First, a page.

Wally the Walrus is likely to be suffering in the sweltering heat off the Isles of Scilly (Picture: Getty Images)

A beloved yet mischievous Walrus who has delighted tourists with his antics has been struggling in the current heatwave.

Wally has ventured from the North Atlantic Ocean to Ireland, Wales, Cornwall, France and now the Isles of Scilly.

The Arctic walrus has proven to be a bit of a vandal – causing thousands of pounds worth of damage to boats in St Mary’s harbour.

He caused similar chaos in March when he stopped off in the Welsh town of Pembrokeshire, ‘capsizing a dinghy’ as he tried to flop aboard.

Officials on the Isles of Scilly recently built a ‘safe space’ for the marine mammal- a pontoon where he can relax.

But experts who are monitoring Wally have said he is likely to be suffering in the sweltering heat and are advising locals to keep their distance.

A spokesperson for Cornwall Seal Group Research Trust said: ‘This heat is not something he is adapted for so it’s more important now more than ever to give him rest and space. The hot weather is challenging him.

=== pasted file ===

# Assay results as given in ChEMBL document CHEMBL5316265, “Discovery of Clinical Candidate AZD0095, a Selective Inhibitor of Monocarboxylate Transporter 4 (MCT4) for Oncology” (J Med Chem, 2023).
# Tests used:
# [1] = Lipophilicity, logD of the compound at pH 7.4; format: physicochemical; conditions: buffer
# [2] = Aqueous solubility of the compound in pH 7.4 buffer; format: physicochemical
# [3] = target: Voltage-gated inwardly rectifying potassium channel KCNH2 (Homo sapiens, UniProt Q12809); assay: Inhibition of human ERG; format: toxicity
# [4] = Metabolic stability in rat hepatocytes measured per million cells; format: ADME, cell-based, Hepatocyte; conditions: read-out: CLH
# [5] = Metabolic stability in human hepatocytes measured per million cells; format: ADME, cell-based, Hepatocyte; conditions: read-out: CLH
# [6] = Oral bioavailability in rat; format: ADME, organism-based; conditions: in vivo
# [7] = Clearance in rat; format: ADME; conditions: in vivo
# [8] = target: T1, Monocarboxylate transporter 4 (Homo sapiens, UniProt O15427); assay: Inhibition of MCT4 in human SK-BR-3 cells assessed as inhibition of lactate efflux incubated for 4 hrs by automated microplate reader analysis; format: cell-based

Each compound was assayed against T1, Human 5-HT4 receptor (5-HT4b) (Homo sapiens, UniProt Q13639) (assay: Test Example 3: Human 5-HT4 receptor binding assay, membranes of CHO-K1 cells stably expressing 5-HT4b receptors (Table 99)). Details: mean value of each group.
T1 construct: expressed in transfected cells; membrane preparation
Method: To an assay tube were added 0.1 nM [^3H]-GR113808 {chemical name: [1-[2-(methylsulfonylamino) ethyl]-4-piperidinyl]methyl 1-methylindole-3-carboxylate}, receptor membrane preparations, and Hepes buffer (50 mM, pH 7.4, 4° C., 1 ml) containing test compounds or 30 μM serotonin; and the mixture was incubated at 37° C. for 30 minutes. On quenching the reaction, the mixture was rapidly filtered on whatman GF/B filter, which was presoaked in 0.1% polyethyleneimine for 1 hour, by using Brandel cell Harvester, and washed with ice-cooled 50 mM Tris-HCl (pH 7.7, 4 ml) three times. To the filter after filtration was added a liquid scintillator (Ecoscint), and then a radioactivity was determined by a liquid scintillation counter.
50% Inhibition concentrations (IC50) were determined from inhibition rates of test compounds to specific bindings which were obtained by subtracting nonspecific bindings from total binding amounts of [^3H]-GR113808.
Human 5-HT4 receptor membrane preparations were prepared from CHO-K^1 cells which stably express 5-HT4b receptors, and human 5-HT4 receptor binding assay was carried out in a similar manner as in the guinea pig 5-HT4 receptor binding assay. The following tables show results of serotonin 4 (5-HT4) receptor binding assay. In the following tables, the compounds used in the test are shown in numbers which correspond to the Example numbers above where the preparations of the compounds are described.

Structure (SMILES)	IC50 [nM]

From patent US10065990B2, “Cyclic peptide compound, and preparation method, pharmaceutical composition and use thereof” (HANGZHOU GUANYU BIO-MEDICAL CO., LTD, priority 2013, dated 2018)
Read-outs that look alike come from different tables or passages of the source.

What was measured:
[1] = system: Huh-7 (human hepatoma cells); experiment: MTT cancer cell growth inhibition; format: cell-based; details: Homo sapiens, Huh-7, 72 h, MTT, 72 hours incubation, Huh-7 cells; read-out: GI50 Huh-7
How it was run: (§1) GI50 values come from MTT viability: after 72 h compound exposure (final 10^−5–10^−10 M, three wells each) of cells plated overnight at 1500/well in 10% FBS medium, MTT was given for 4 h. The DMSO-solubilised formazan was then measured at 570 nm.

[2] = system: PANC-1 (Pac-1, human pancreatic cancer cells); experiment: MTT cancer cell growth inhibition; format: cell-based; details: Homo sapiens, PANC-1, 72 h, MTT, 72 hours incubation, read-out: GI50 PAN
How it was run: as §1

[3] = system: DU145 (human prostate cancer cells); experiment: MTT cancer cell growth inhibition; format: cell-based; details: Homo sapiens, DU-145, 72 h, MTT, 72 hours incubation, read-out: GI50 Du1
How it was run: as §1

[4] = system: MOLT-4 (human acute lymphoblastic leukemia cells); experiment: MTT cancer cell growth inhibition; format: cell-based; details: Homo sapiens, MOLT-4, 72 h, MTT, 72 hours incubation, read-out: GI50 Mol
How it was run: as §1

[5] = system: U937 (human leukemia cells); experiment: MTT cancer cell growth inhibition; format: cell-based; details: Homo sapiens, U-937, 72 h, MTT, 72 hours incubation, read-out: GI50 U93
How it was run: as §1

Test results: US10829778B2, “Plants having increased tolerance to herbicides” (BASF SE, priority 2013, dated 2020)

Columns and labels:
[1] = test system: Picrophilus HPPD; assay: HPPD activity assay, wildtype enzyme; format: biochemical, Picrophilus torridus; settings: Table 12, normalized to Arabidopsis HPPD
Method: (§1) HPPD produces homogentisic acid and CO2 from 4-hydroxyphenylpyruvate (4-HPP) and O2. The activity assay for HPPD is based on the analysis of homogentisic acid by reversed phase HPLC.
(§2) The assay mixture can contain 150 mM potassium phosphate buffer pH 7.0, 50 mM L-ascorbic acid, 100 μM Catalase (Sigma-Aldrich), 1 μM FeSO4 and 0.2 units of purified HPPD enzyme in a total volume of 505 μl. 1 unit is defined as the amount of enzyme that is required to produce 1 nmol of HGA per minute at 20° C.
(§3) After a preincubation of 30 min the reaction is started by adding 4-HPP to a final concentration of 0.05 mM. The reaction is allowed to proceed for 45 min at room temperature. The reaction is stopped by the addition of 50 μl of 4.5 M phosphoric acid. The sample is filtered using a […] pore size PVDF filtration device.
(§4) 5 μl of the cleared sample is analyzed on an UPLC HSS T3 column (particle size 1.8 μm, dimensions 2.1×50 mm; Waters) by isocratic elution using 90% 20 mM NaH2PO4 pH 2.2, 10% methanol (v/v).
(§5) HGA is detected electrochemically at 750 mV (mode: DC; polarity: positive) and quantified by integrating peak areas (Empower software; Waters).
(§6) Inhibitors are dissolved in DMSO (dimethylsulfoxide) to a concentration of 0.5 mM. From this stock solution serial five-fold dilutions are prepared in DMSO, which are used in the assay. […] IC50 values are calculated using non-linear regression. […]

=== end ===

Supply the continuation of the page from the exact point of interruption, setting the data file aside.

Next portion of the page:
Tourists have been urged to give Wally some space (Picture: SWNS)

‘We’d like to stress the key message that Wally needs rest and space.

‘All boats owners and water users have been asked to give the walrus space and refrain from actively moving towards him, but the temptation has proved too strong for many.

‘The walrus is a highly protected species and disturbance of this nature is a criminal offence. Even a lift of the head means his rest has been interrupted. Please stay away from him.’

Experts say the new pontoon will not prevent Wally from eventually moving on from the Isles of Scilly – and that when he is ready, energy wise, he will move on.

It’s also been reiterated an animal dart would not work on Wally, since for an animal his size, the drug would take too long to take effect he would be off into the water and likely die.

Previous attempts at re-locating other mobile marine species have proved that this option does not work, as relocated animals simply swim the long distances back to where they want to be.

Animal welfare groups believe it initially came across the North Atlantic ocean from Greenland on an ice floe.

It was first seen in Ireland before taking up residence in Tenby, Pembrokeshire in March.

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